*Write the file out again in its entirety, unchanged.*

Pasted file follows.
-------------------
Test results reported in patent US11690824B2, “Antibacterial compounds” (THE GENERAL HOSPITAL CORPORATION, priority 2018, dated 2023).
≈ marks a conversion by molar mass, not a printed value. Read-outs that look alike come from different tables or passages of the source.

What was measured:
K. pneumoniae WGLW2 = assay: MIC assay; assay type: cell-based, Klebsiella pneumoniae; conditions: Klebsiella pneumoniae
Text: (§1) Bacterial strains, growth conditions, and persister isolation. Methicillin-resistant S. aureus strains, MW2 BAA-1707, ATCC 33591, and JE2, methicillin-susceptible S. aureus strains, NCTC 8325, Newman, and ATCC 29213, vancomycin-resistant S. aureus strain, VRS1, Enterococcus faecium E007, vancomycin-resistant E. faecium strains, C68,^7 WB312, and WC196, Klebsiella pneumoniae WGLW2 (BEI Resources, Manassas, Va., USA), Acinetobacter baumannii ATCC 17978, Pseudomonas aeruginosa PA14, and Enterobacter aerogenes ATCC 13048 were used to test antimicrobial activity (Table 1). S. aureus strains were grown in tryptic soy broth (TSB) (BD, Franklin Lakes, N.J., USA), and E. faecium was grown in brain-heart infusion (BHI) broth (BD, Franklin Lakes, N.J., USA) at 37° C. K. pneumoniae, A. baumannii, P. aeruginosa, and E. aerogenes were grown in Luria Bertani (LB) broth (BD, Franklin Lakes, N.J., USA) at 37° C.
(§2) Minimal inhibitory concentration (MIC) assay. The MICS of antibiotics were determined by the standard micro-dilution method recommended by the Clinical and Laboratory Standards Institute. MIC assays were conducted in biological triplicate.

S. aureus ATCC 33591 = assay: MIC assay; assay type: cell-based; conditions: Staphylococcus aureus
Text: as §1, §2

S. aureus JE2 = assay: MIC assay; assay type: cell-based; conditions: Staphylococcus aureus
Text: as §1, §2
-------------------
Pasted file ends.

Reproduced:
Test results reported in patent US11690824B2, “Antibacterial compounds” (THE GENERAL HOSPITAL CORPORATION, priority 2018, dated 2023).
≈ marks a conversion by molar mass, not a printed value. Read-outs that look alike come from different tables or passages of the source.

What was measured:
K. pneumoniae WGLW2 = assay: MIC assay; assay type: cell-based, Klebsiella pneumoniae; conditions: Klebsiella pneumoniae
Text: (§1) Bacterial strains, growth conditions, and persister isolation. Methicillin-resistant S. aureus strains, MW2 BAA-1707, ATCC 33591, and JE2, methicillin-susceptible S. aureus strains, NCTC 8325, Newman, and ATCC 29213, vancomycin-resistant S. aureus strain, VRS1, Enterococcus faecium E007, vancomycin-resistant E. faecium strains, C68,^7 WB312, and WC196, Klebsiella pneumoniae WGLW2 (BEI Resources, Manassas, Va., USA), Acinetobacter baumannii ATCC 17978, Pseudomonas aeruginosa PA14, and Enterobacter aerogenes ATCC 13048 were used to test antimicrobial activity (Table 1). S. aureus strains were grown in tryptic soy broth (TSB) (BD, Franklin Lakes, N.J., USA), and E. faecium was grown in brain-heart infusion (BHI) broth (BD, Franklin Lakes, N.J., USA) at 37° C. K. pneumoniae, A. baumannii, P. aeruginosa, and E. aerogenes were grown in Luria Bertani (LB) broth (BD, Franklin Lakes, N.J., USA) at 37° C.
(§2) Minimal inhibitory concentration (MIC) assay. The MICS of antibiotics were determined by the standard micro-dilution method recommended by the Clinical and Laboratory Standards Institute. MIC assays were conducted in biological triplicate.

S. aureus ATCC 33591 = assay: MIC assay; assay type: cell-based; conditions: Staphylococcus aureus
Text: as §1, §2

S. aureus JE2 = assay: MIC assay; assay type: cell-based; conditions: Staphylococcus aureus
Text: as §1, §2